Alexander Steinweiss design of Decca records label
Alex Steinweiss Decca inner sleeve
The arrangement of the label name and graphic motifs in a circle was more or less initiated by Steinweiss in the creation of the style for the Remington labels. From then on this arrangement is a trait of Steinweiss's style. He applied the same idea in the labels for American Decca. The inner sleeves have a luxurious design explaining to the eye that it is about a recording in Decca's Gold Label Series.

The very personal style of Alex Steinweiss is also seen in the early album covers for Bob Whyte's Everest records and the design of the early labels of the Everest releases. Again he arranged the label's name in a circle and he choose specific colors. To add to the significance of the Everest releases the label mentioned "A CERTIFIED STEREO-MASTER RECORDING" (somewhat like the CARR emblem and the MUSIRAMA logo on the Remington labels). The early Everest issues had this very distinctive basic design, the specific fonts included.

Alex Steinweiss: Everest green label
Alexander Steinweiss Everest Mahler Symphony No. 5
Alex Steinweiss: Everest purple label
The silver/green/black label was the original label designed by Steinweiss and matched the basic layout for the covers with two blue stripes. The same typeface was used on label and cover. Both the box of Mahler's 5th with Rudolf Schwarz (SDBR 3014-2), and the cover of "Around the World in 80 Days" (SDBR 1020) state: Cover design by Alex Steinweiss, as does the cover of Leopold Stokowsky conducting Villa-Lobos' masterpiece Uirapuru on SDBR 3016.
Alex Steinweiss Everest Uirapuru and Cinderella
Alexander Steinweiss Cover for Around the World in Eighty Days
Design by Alex Steinweiss of Everest back lp design liner notes
The liner notes about the music and performers, and the technical information about the recording in three columns below the liner notes, were framed in a similar lay-out.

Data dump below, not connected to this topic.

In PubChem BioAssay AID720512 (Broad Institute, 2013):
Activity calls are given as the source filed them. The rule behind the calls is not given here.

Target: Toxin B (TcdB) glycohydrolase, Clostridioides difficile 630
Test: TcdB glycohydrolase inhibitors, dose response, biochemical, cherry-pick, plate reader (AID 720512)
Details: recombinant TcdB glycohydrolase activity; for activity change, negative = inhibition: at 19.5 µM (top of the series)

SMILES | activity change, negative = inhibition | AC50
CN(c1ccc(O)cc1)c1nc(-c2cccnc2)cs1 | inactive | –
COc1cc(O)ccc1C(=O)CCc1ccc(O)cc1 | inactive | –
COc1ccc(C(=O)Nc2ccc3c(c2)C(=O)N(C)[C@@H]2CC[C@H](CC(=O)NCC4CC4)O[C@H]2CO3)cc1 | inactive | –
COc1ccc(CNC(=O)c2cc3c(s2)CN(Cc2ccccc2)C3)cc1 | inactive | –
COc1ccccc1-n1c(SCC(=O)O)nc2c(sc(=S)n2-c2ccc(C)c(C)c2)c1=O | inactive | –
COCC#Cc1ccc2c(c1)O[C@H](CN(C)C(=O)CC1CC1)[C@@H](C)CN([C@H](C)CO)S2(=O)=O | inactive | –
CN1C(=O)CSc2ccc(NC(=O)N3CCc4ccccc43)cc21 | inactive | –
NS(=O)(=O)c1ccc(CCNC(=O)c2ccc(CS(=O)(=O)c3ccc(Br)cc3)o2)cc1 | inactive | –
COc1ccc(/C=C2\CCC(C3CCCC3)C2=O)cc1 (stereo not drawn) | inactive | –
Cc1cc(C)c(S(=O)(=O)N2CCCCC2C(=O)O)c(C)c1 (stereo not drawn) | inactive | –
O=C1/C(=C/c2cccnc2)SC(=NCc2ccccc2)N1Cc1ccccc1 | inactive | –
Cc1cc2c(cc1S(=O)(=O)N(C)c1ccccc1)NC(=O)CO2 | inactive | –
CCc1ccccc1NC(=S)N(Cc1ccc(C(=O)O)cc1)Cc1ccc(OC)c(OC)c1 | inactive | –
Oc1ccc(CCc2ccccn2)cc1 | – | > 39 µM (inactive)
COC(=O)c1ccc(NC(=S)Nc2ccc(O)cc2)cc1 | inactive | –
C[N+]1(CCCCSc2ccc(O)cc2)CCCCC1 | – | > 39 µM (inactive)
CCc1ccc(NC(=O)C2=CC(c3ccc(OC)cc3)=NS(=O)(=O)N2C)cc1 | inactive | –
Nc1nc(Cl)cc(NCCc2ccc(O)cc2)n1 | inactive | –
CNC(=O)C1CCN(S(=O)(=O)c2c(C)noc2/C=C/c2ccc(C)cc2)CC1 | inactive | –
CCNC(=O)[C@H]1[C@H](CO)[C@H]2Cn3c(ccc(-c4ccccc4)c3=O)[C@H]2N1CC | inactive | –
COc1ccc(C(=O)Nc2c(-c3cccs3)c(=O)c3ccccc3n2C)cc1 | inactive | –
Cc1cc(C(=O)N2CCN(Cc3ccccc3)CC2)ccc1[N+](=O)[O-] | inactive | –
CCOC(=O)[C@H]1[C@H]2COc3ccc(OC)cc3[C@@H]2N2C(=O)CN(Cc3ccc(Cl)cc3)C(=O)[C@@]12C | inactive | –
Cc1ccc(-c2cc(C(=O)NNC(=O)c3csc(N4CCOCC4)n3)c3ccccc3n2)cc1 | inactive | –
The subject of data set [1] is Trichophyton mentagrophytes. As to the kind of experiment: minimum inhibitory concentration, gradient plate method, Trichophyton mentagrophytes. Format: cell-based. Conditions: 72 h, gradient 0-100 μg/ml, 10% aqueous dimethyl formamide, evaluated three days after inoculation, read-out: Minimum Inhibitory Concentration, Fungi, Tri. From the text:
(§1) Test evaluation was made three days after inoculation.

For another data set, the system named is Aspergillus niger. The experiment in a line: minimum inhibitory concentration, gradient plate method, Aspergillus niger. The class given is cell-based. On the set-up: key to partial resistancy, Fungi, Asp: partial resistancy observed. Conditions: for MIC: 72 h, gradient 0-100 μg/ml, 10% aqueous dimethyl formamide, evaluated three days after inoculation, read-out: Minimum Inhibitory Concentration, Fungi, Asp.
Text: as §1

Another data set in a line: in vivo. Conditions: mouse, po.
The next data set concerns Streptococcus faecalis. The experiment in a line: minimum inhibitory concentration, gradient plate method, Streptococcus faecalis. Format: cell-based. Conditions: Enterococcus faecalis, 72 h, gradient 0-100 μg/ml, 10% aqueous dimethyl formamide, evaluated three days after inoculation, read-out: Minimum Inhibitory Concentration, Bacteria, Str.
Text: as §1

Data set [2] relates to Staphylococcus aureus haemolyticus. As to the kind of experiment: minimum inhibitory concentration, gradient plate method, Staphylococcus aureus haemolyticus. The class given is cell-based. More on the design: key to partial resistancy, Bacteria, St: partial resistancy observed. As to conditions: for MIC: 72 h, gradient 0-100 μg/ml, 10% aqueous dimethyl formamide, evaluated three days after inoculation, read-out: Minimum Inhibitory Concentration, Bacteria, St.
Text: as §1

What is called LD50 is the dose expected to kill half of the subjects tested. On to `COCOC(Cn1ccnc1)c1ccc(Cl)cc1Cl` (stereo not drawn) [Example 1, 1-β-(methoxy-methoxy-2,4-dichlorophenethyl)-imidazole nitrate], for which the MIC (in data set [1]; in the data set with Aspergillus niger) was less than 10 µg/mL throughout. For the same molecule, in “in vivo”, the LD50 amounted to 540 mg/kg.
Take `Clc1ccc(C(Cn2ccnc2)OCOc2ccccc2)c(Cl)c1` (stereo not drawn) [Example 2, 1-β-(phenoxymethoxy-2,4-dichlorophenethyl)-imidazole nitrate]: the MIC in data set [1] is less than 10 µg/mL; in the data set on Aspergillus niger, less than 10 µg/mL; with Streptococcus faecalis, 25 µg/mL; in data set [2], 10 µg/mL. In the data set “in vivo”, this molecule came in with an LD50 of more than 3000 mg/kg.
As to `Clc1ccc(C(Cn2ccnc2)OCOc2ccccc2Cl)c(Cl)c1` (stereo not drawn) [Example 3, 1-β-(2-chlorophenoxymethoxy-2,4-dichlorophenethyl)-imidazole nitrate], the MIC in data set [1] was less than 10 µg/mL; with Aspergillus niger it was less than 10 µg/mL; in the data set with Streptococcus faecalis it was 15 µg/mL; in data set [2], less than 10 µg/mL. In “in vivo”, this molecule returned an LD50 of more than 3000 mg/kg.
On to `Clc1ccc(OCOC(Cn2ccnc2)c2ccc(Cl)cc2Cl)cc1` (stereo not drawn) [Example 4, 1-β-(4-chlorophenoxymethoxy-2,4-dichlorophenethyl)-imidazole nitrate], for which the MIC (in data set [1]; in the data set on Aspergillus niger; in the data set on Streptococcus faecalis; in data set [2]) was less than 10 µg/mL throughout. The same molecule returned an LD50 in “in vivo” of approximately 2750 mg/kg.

When only stereo compatible issues were released the dominant indication STEREO was omitted as the cover of the Petrouchka recording by Sir Eugene Goossens shows (SDBR 3033). But then also the quality of the pressings became less and less and eventually the label became the budget label where quality of mastering and vinyl did not matter and Everest lost the glory it originally had.
Alex Steinweiss Everest SDtravinsky Petrouchka

NOTE The labels on the Columbia records were actually simple and plain. They followed a common pattern. But that was going to evolve. In this context it would be logical to assume that the later labels for Columbia, mentioning composers, works, and performers, reference numbers, Side One and Two, etc. were designed by Alex Steinweiss as well. That is however not the case. The famous Columbia 6-Eye labels were created by famous designer Sadamitsu Neil Fujita when working for Columbia Records in the nineteen fifties. He started off as a painter but choose for design to make a living and designed for Columbia. After he had left Columbia in 1957 he worked for Command Records, various publishing houses, etc. S. Neil Fujita, Graphic Designer was interviewed by Steven Heller in 2007.
S. Neil Fujita design of Columbia 6 Eye red mono label
S. Neil Fujita: Columbia 6 eye gray-black stereo label